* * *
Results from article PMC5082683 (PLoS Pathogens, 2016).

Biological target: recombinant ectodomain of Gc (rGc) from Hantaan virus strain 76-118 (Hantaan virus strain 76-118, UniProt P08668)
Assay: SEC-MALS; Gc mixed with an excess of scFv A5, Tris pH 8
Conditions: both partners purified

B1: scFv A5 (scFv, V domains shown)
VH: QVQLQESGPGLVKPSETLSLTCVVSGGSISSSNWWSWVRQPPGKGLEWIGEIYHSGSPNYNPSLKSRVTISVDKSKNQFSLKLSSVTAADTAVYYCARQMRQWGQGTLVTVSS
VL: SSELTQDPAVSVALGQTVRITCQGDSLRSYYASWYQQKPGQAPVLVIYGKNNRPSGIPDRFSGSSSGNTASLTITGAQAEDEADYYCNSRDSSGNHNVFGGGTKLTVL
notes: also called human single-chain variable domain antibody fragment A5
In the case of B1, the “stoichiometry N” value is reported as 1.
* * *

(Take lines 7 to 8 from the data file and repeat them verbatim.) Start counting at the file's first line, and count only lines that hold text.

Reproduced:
VL: SSELTQDPAVSVALGQTVRITCQGDSLRSYYASWYQQKPGQAPVLVIYGKNNRPSGIPDRFSGSSSGNTASLTITGAQAEDEADYYCNSRDSSGNHNVFGGGTKLTVL
notes: also called human single-chain variable domain antibody fragment A5